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Elbow Pain Relief & Nonsurgical Treatment Options

If you have elbow pain, your doctor may recommend non-invasive treatment options. Here are a few common options you may encounter.

When it comes to relieving elbow pain, there are many different treatment options. The specific treatments chosen, and the success of these options may vary significantly based on the underlying cause of your elbow pain. Consult with your doctor to discuss the best treatment plan for you. 


Many drugs, both prescriptions and over-the-counter medications, are used to treat elbow arthritis and control pain. Common medications can include aspirin-free pain relievers, anti-inflammatory drugs, corticosteroids, disease modifiers (anti-rheumatologic agents), and sleep medications. Topical gels and creams can be effective as well. Ask your doctor if medication is right for you.

Physical therapy

Your doctor may suggest a physical therapy program for your elbow. Indications for physical therapy vary based on the underlying diagnosis. Your therapist may also work with you to develop a program that you can do from the comfort of your own home. Certain conditions such as epicondylitis (tendon inflammation from overuse) are more responsive to physical therapy than other conditions such as significant arthritis.

Heat/cold therapies

The use of heat or cold on the joint may provide short-term relief from pain and stiffness. Cold packs and baths help reduce inflammation and swelling, and may be useful for flare-ups. Heat assists in relaxing muscles and increasing circulation. Ask your doctor about appropriate use of ice and/or heat for your condition.


Anesthetics or other anti-inflammatory medications may be injected to numb your joint and help keep pain at bay.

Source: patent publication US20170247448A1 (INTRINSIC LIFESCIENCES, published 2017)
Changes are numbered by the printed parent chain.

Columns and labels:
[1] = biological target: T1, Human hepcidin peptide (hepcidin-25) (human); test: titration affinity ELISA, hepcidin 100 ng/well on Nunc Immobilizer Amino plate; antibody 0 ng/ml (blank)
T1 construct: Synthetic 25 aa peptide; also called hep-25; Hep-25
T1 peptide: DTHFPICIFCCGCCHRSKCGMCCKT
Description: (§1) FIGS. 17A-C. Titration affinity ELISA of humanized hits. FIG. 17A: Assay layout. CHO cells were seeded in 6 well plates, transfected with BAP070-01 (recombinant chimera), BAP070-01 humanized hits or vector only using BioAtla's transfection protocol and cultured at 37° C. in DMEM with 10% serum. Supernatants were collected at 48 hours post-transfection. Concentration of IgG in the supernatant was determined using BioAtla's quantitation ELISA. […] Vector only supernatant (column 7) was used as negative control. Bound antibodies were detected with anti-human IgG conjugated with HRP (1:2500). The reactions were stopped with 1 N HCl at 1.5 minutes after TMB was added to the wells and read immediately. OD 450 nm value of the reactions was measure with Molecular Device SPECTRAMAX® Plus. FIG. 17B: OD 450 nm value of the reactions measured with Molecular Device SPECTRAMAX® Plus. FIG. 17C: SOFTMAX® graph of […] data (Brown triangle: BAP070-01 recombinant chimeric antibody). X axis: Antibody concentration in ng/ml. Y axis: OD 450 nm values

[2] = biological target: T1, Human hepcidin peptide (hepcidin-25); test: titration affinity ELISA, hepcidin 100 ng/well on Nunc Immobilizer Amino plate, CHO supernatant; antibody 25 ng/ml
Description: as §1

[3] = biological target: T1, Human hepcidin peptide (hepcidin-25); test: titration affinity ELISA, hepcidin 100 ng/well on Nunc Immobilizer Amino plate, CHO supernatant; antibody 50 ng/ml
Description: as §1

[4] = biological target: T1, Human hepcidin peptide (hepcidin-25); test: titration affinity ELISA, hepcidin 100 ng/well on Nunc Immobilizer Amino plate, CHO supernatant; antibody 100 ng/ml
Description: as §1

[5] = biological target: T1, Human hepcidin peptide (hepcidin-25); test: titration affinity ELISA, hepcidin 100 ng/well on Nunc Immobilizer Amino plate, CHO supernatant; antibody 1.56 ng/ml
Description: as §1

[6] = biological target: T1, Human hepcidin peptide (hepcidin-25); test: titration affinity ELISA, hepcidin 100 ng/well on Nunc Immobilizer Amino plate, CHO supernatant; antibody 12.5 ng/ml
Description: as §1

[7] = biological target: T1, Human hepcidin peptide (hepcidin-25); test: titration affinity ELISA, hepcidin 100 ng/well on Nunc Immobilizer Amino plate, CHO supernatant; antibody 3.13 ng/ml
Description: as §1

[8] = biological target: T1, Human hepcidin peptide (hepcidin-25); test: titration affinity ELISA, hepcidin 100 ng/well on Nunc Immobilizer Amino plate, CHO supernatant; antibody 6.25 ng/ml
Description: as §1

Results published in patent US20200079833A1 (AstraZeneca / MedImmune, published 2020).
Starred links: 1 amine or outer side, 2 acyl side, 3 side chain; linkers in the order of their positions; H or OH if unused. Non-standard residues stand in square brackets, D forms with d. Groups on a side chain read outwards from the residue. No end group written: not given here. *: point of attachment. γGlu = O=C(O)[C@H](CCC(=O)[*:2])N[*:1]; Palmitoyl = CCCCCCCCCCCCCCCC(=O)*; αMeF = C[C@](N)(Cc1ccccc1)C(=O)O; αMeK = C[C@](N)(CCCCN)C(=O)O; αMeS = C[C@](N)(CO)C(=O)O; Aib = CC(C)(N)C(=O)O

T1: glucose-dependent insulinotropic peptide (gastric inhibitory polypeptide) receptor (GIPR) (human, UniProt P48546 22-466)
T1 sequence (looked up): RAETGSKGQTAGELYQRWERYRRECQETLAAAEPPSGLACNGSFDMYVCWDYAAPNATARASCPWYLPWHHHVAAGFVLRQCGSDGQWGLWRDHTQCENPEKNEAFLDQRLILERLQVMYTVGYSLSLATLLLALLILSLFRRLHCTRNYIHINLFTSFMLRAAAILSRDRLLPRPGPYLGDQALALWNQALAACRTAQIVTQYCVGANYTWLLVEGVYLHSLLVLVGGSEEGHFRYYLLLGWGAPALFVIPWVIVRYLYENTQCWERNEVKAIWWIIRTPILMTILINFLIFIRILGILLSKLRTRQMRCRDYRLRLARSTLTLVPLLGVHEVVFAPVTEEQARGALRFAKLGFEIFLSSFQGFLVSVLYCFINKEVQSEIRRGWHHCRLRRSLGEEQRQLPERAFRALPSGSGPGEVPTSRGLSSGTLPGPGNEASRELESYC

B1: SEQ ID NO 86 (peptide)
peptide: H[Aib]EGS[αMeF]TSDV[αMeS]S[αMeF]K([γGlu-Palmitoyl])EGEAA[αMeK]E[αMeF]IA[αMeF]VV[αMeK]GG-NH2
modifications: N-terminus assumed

Repetitive activity of any kind can aggravate elbow pain. Joints need rest to let the inflammation subside. When avoidance is not possible, alternating arms, or alternating periods of activity with periods of rest may help so your joint doesn’t tire from the stress of repeated tasks.

Mental health

Talking about your feelings with family members and friends, doing mental exercises such as meditations, staying positive, and joining local support groups may help you better manage your pain.

Nontraditional and alternative treatments

Some people with osteoarthritis take vitamins and antioxidants for joint health. There is also a variety of foods high in anti-oxidants and anti-inflammatory vitamins. If you have arthritis, your doctor may prescribe other types of dietary supplements often prescribed for joint pain as well. Acupuncture and chiropractic care are also non-surgical methods that can be effective for certain conditions.

It’s extremely important for you to consult with your physician about all supplements, medications, and treatments that have been previously tried so that she or he can optimize the next treatments to help in recovery.


This article was reviewed for accuracy by Dr. Seth Gamradt, paid Zimmer Biomet consultant. 

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